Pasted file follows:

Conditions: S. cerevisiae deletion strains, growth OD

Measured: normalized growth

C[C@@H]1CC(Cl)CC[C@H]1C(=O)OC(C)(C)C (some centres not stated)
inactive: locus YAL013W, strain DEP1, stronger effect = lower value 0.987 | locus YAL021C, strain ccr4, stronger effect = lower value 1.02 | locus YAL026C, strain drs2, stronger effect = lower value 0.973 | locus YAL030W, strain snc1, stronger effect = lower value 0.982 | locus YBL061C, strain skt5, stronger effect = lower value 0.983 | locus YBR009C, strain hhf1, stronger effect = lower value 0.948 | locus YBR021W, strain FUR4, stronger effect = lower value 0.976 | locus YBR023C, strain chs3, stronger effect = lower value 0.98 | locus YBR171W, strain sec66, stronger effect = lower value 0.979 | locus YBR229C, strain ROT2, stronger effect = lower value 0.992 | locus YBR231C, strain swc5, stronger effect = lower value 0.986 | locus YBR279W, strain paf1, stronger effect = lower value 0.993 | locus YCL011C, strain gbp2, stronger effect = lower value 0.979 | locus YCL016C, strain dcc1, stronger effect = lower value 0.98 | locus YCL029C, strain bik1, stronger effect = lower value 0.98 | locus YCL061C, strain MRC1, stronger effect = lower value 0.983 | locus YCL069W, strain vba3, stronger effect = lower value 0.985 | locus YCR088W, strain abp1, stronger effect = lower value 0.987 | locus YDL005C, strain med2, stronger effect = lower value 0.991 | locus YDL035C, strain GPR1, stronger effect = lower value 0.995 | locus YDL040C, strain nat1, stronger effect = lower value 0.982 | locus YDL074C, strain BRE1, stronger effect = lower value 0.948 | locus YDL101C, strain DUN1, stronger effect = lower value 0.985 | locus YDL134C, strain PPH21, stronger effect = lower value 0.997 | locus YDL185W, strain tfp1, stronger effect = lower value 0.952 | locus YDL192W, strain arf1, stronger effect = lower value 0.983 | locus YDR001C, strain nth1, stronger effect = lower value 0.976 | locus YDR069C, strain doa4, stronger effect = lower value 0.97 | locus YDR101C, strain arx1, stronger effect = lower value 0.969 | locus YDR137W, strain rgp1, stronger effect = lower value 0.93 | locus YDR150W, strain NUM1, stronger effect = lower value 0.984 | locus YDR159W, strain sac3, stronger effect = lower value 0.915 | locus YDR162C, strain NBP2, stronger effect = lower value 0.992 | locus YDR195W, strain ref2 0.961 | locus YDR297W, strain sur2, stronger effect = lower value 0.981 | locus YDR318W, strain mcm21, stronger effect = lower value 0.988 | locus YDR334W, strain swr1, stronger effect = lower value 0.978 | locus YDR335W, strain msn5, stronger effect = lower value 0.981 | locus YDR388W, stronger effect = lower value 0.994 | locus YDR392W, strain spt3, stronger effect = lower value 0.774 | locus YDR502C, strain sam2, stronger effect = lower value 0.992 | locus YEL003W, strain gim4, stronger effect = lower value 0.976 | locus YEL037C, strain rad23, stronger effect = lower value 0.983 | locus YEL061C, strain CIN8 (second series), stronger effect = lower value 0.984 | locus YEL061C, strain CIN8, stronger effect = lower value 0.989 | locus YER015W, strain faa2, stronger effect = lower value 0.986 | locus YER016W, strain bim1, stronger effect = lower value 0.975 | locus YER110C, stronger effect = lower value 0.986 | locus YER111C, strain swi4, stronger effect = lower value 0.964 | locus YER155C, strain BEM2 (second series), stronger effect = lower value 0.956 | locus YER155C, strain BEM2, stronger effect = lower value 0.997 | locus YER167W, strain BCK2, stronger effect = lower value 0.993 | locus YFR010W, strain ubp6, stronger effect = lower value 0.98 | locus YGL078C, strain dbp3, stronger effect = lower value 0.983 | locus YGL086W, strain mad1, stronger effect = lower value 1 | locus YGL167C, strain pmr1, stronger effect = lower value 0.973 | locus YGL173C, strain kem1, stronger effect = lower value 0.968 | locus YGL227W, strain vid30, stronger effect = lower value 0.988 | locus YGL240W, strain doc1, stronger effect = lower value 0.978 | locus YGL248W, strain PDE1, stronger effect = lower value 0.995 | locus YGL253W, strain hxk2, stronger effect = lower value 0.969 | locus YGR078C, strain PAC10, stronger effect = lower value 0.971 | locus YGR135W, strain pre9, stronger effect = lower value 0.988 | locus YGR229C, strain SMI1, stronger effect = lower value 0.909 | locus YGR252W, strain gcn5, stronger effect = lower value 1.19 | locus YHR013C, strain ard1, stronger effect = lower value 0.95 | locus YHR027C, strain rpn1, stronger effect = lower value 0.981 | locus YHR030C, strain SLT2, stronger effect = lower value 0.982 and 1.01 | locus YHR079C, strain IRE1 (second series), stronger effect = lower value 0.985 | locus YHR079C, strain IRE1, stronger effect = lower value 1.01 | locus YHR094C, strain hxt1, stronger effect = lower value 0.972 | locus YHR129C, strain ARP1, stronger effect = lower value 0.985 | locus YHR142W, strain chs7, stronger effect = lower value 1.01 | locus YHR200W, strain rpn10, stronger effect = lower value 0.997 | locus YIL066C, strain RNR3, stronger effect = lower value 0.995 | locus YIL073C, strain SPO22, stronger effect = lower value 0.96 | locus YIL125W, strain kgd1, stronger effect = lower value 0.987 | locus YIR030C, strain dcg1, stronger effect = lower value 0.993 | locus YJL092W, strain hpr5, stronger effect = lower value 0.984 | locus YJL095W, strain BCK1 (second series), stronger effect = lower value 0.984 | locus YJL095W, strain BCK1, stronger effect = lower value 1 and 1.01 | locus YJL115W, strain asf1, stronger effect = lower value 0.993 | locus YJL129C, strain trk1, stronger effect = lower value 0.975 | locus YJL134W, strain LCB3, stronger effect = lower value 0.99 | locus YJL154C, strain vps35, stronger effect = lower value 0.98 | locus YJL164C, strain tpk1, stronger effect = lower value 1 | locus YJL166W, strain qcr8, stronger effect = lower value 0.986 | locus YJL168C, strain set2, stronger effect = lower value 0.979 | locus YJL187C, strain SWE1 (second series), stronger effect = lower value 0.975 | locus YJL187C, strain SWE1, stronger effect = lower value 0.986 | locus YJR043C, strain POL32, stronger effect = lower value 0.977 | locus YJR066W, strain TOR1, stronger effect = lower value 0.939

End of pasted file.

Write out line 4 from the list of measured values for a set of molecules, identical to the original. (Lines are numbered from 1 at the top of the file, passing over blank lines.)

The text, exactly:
inactive: locus YAL013W, strain DEP1, stronger effect = lower value 0.987 | locus YAL021C, strain ccr4, stronger effect = lower value 1.02 | locus YAL026C, strain drs2, stronger effect = lower value 0.973 | locus YAL030W, strain snc1, stronger effect = lower value 0.982 | locus YBL061C, strain skt5, stronger effect = lower value 0.983 | locus YBR009C, strain hhf1, stronger effect = lower value 0.948 | locus YBR021W, strain FUR4, stronger effect = lower value 0.976 | locus YBR023C, strain chs3, stronger effect = lower value 0.98 | locus YBR171W, strain sec66, stronger effect = lower value 0.979 | locus YBR229C, strain ROT2, stronger effect = lower value 0.992 | locus YBR231C, strain swc5, stronger effect = lower value 0.986 | locus YBR279W, strain paf1, stronger effect = lower value 0.993 | locus YCL011C, strain gbp2, stronger effect = lower value 0.979 | locus YCL016C, strain dcc1, stronger effect = lower value 0.98 | locus YCL029C, strain bik1, stronger effect = lower value 0.98 | locus YCL061C, strain MRC1, stronger effect = lower value 0.983 | locus YCL069W, strain vba3, stronger effect = lower value 0.985 | locus YCR088W, strain abp1, stronger effect = lower value 0.987 | locus YDL005C, strain med2, stronger effect = lower value 0.991 | locus YDL035C, strain GPR1, stronger effect = lower value 0.995 | locus YDL040C, strain nat1, stronger effect = lower value 0.982 | locus YDL074C, strain BRE1, stronger effect = lower value 0.948 | locus YDL101C, strain DUN1, stronger effect = lower value 0.985 | locus YDL134C, strain PPH21, stronger effect = lower value 0.997 | locus YDL185W, strain tfp1, stronger effect = lower value 0.952 | locus YDL192W, strain arf1, stronger effect = lower value 0.983 | locus YDR001C, strain nth1, stronger effect = lower value 0.976 | locus YDR069C, strain doa4, stronger effect = lower value 0.97 | locus YDR101C, strain arx1, stronger effect = lower value 0.969 | locus YDR137W, strain rgp1, stronger effect = lower value 0.93 | locus YDR150W, strain NUM1, stronger effect = lower value 0.984 | locus YDR159W, strain sac3, stronger effect = lower value 0.915 | locus YDR162C, strain NBP2, stronger effect = lower value 0.992 | locus YDR195W, strain ref2 0.961 | locus YDR297W, strain sur2, stronger effect = lower value 0.981 | locus YDR318W, strain mcm21, stronger effect = lower value 0.988 | locus YDR334W, strain swr1, stronger effect = lower value 0.978 | locus YDR335W, strain msn5, stronger effect = lower value 0.981 | locus YDR388W, stronger effect = lower value 0.994 | locus YDR392W, strain spt3, stronger effect = lower value 0.774 | locus YDR502C, strain sam2, stronger effect = lower value 0.992 | locus YEL003W, strain gim4, stronger effect = lower value 0.976 | locus YEL037C, strain rad23, stronger effect = lower value 0.983 | locus YEL061C, strain CIN8 (second series), stronger effect = lower value 0.984 | locus YEL061C, strain CIN8, stronger effect = lower value 0.989 | locus YER015W, strain faa2, stronger effect = lower value 0.986 | locus YER016W, strain bim1, stronger effect = lower value 0.975 | locus YER110C, stronger effect = lower value 0.986 | locus YER111C, strain swi4, stronger effect = lower value 0.964 | locus YER155C, strain BEM2 (second series), stronger effect = lower value 0.956 | locus YER155C, strain BEM2, stronger effect = lower value 0.997 | locus YER167W, strain BCK2, stronger effect = lower value 0.993 | locus YFR010W, strain ubp6, stronger effect = lower value 0.98 | locus YGL078C, strain dbp3, stronger effect = lower value 0.983 | locus YGL086W, strain mad1, stronger effect = lower value 1 | locus YGL167C, strain pmr1, stronger effect = lower value 0.973 | locus YGL173C, strain kem1, stronger effect = lower value 0.968 | locus YGL227W, strain vid30, stronger effect = lower value 0.988 | locus YGL240W, strain doc1, stronger effect = lower value 0.978 | locus YGL248W, strain PDE1, stronger effect = lower value 0.995 | locus YGL253W, strain hxk2, stronger effect = lower value 0.969 | locus YGR078C, strain PAC10, stronger effect = lower value 0.971 | locus YGR135W, strain pre9, stronger effect = lower value 0.988 | locus YGR229C, strain SMI1, stronger effect = lower value 0.909 | locus YGR252W, strain gcn5, stronger effect = lower value 1.19 | locus YHR013C, strain ard1, stronger effect = lower value 0.95 | locus YHR027C, strain rpn1, stronger effect = lower value 0.981 | locus YHR030C, strain SLT2, stronger effect = lower value 0.982 and 1.01 | locus YHR079C, strain IRE1 (second series), stronger effect = lower value 0.985 | locus YHR079C, strain IRE1, stronger effect = lower value 1.01 | locus YHR094C, strain hxt1, stronger effect = lower value 0.972 | locus YHR129C, strain ARP1, stronger effect = lower value 0.985 | locus YHR142W, strain chs7, stronger effect = lower value 1.01 | locus YHR200W, strain rpn10, stronger effect = lower value 0.997 | locus YIL066C, strain RNR3, stronger effect = lower value 0.995 | locus YIL073C, strain SPO22, stronger effect = lower value 0.96 | locus YIL125W, strain kgd1, stronger effect = lower value 0.987 | locus YIR030C, strain dcg1, stronger effect = lower value 0.993 | locus YJL092W, strain hpr5, stronger effect = lower value 0.984 | locus YJL095W, strain BCK1 (second series), stronger effect = lower value 0.984 | locus YJL095W, strain BCK1, stronger effect = lower value 1 and 1.01 | locus YJL115W, strain asf1, stronger effect = lower value 0.993 | locus YJL129C, strain trk1, stronger effect = lower value 0.975 | locus YJL134W, strain LCB3, stronger effect = lower value 0.99 | locus YJL154C, strain vps35, stronger effect = lower value 0.98 | locus YJL164C, strain tpk1, stronger effect = lower value 1 | locus YJL166W, strain qcr8, stronger effect = lower value 0.986 | locus YJL168C, strain set2, stronger effect = lower value 0.979 | locus YJL187C, strain SWE1 (second series), stronger effect = lower value 0.975 | locus YJL187C, strain SWE1, stronger effect = lower value 0.986 | locus YJR043C, strain POL32, stronger effect = lower value 0.977 | locus YJR066W, strain TOR1, stronger effect = lower value 0.939